Silicon Valley thinking doesn’t always work for aviation
Dodd told the audience that electric and hydrogen aircraft would probably be in service on shorter, limited routes by the end of the decade.
However, he also said that Silicon Valley thinking, where you invent tech to solve a problem, isn’t always appropriate for aviation:
“You are finding people coming in from Silicon Valley, but coming with a tech focused agenda or a tech focused approach to the way you do things. If you are building an app or if you’re building an internet platform, it’s very trial and error, ‘we’ll just throw it out there and see what happens.’”
But with aviation, “we have to be very careful about the way we approach things” because of the industry emphasis on safety and the regulatory environment.
Kata Cserep agreed saying, “there is a disconnect between what is possible technology wise between what the regulatory environment is. And absolutely right, it is quite rightly a highly regulated industry.”
However, Cserep also questioned the commercial fundamentals of some tech solutions:
“Often, most importantly, the commercials don’t work and I think so many people get so over excited about the possibility of doing something that is very cool, looks sexy on a brochure.”
But – “these new technologies often keep incurring a huge amount of R&D for which needs to be reclaimed. Then there is the actual manufacturing and then on a daily basis, you need to have enough of a customer base who actually wants to fly this.
“And I think often that’s where these fall down. Once you start putting in real money and having to answer those difficult investment questions, that’s often where stuff gets real and things tend to fizzle a little bit.”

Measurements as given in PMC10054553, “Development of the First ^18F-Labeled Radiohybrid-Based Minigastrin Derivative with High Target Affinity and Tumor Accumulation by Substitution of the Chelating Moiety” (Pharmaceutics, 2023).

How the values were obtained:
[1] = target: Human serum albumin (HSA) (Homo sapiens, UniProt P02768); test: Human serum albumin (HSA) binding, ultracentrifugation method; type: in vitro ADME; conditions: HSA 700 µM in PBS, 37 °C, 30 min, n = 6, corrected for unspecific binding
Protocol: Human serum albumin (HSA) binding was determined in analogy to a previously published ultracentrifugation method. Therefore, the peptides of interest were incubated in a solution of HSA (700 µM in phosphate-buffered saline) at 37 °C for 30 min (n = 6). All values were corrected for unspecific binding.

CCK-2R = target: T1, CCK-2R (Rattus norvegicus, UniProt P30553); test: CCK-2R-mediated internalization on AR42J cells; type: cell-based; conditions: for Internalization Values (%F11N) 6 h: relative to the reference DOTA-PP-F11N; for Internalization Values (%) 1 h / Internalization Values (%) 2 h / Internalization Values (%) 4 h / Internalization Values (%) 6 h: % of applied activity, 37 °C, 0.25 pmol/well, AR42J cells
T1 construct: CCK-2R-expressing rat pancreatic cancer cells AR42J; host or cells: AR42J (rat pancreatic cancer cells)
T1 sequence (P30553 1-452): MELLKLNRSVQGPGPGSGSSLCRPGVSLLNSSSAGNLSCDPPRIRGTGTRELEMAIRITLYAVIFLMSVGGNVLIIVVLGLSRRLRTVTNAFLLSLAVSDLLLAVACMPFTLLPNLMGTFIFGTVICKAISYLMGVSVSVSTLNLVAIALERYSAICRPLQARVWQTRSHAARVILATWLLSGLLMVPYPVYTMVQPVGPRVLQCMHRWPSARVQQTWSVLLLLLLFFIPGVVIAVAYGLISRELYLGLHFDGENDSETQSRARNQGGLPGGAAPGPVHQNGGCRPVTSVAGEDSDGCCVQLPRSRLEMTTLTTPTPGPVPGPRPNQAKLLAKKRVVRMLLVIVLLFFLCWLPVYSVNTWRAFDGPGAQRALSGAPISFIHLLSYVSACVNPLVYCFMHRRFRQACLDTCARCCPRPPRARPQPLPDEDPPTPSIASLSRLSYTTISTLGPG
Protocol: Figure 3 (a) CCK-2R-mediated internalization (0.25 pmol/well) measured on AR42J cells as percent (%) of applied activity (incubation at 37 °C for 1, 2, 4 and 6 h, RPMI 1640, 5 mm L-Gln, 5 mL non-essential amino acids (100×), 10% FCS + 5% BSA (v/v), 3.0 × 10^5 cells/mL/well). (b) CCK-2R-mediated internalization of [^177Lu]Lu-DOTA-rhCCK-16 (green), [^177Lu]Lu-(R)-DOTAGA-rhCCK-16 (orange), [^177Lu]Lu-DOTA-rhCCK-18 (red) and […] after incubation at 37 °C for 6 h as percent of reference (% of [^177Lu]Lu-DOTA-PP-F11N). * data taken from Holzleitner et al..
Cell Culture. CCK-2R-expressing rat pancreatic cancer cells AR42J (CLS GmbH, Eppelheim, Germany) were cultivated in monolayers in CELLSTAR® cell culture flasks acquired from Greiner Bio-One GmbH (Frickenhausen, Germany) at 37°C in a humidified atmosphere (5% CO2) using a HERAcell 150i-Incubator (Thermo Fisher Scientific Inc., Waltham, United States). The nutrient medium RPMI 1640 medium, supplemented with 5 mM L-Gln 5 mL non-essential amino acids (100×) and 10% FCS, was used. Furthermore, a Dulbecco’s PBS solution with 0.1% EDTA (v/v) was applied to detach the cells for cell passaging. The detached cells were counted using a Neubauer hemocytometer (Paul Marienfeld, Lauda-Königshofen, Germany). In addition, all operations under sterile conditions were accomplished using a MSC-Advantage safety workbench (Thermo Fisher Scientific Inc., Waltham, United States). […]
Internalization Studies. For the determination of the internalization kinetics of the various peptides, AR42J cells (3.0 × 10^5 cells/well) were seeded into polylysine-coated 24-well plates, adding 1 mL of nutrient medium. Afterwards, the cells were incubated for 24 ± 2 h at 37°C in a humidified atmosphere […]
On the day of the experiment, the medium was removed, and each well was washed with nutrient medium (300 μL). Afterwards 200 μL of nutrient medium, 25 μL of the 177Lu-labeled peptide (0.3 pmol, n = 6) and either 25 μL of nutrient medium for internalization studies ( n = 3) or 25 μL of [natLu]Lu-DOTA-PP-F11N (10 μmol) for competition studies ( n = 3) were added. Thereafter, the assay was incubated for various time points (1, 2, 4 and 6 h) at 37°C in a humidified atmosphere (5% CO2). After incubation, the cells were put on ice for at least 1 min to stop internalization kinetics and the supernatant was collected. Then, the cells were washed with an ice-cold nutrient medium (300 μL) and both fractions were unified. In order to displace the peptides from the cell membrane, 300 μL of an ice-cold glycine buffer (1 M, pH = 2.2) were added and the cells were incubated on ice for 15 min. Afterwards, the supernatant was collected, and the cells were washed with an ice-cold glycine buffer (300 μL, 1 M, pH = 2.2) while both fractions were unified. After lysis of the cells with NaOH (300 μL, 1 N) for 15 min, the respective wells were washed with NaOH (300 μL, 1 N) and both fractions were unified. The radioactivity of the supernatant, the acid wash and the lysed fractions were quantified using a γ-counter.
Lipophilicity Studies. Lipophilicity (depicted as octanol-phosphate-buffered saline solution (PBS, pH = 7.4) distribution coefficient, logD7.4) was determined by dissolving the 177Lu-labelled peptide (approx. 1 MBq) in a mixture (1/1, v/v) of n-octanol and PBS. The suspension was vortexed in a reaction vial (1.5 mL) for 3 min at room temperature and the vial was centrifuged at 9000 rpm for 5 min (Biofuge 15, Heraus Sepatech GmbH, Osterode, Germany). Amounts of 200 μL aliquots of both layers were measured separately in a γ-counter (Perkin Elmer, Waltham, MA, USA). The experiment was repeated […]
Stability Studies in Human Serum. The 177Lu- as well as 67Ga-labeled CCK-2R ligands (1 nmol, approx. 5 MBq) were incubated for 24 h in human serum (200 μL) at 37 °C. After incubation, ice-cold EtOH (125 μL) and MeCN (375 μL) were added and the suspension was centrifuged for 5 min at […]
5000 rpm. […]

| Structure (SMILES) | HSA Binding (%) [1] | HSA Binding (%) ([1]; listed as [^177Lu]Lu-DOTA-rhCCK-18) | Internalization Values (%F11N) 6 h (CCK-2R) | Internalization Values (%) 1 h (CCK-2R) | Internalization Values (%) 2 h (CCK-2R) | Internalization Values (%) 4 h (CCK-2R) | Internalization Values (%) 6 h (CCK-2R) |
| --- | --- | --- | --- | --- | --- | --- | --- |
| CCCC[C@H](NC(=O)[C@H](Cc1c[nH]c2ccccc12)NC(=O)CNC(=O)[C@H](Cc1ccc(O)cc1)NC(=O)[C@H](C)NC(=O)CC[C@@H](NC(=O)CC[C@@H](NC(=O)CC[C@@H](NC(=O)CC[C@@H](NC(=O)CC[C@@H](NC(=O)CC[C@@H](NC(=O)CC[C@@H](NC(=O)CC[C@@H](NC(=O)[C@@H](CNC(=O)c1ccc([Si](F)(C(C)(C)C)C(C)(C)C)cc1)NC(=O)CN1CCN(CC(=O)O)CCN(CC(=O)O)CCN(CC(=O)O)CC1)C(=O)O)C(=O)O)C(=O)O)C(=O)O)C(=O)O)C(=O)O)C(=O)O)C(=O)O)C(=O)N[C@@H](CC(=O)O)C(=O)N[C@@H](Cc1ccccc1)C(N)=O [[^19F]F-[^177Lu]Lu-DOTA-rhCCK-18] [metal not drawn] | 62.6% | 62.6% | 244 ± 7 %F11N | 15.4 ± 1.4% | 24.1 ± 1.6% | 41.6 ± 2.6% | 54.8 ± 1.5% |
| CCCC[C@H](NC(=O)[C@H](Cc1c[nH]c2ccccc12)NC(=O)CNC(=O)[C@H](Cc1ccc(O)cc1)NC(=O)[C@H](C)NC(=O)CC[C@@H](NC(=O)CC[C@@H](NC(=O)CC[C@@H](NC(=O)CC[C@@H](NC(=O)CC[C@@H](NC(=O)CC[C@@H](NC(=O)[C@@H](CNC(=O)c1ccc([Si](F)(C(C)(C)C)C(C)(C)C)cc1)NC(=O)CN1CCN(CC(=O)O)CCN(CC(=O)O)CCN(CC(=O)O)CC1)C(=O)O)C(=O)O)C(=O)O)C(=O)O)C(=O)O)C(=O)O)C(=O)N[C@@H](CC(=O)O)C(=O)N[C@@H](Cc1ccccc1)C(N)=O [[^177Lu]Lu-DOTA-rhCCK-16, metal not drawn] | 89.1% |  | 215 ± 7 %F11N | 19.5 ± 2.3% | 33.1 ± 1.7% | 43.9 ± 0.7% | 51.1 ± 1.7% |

‘Airlander’ hydrogen airships in service by 2026
Hybrid Air Vehicles aims to have their “Airlander” hydrogen powered airships flying for the company’s first customer, Spain’s Air Nostrum, by 2026.
As a result, panellist and Hybrid Air Vehicles CEO Tom Grundy was able to talk about the challenges of developing new aviation technology and aircraft. The company had been working towards the production of the Airlander since 2007, and has taken care to bring the regulators along at every step.
Grundy said that his airships will offer airlines flexibility, in allowing them to become zero emissions replacements for a lot of regional jets. He also held out the potential for them to be used for cargo operations.
For example, the company is working with Highlands and Islands Airports in Scotland to see how the Airlander Airship can replace regional aircraft as a passenger connectivity and freight solution in the region.
Finally, Tom Grundy told the audience that hydrogen has a lot of potential as a zero carbon fuel for the future, reminding them that:
“We’re in an energy transition here and not just in aviation, not just transport, but in our whole society.”
That transition according to Grundy could in turn spur the adoption of alternative power sources like hydrogen.